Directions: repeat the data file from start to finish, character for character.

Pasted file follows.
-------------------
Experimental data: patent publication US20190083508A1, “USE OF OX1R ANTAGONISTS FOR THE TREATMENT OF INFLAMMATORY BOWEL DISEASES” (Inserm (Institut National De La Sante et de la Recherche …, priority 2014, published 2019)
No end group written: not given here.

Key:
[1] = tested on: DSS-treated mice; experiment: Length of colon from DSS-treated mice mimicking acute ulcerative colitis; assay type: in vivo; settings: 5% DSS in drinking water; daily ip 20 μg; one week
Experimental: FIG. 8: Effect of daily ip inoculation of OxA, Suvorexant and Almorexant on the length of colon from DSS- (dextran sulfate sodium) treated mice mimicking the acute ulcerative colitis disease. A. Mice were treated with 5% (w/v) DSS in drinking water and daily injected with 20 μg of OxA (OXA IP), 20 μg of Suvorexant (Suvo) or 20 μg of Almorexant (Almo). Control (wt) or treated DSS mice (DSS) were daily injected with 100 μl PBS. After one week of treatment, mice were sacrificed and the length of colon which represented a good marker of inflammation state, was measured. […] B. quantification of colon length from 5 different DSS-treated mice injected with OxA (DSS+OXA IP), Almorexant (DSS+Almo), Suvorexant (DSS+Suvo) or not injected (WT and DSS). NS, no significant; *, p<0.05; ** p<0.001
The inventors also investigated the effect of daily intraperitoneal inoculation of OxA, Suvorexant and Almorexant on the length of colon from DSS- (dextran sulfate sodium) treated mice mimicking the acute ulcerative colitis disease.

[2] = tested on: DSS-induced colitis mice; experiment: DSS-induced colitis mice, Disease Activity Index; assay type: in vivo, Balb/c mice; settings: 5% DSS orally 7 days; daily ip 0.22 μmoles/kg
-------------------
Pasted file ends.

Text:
Experimental data: patent publication US20190083508A1, “USE OF OX1R ANTAGONISTS FOR THE TREATMENT OF INFLAMMATORY BOWEL DISEASES” (Inserm (Institut National De La Sante et de la Recherche …, priority 2014, published 2019)
No end group written: not given here.

Key:
[1] = tested on: DSS-treated mice; experiment: Length of colon from DSS-treated mice mimicking acute ulcerative colitis; assay type: in vivo; settings: 5% DSS in drinking water; daily ip 20 μg; one week
Experimental: FIG. 8: Effect of daily ip inoculation of OxA, Suvorexant and Almorexant on the length of colon from DSS- (dextran sulfate sodium) treated mice mimicking the acute ulcerative colitis disease. A. Mice were treated with 5% (w/v) DSS in drinking water and daily injected with 20 μg of OxA (OXA IP), 20 μg of Suvorexant (Suvo) or 20 μg of Almorexant (Almo). Control (wt) or treated DSS mice (DSS) were daily injected with 100 μl PBS. After one week of treatment, mice were sacrificed and the length of colon which represented a good marker of inflammation state, was measured. […] B. quantification of colon length from 5 different DSS-treated mice injected with OxA (DSS+OXA IP), Almorexant (DSS+Almo), Suvorexant (DSS+Suvo) or not injected (WT and DSS). NS, no significant; *, p<0.05; ** p<0.001
The inventors also investigated the effect of daily intraperitoneal inoculation of OxA, Suvorexant and Almorexant on the length of colon from DSS- (dextran sulfate sodium) treated mice mimicking the acute ulcerative colitis disease.

[2] = tested on: DSS-induced colitis mice; experiment: DSS-induced colitis mice, Disease Activity Index; assay type: in vivo, Balb/c mice; settings: 5% DSS orally 7 days; daily ip 0.22 μmoles/kg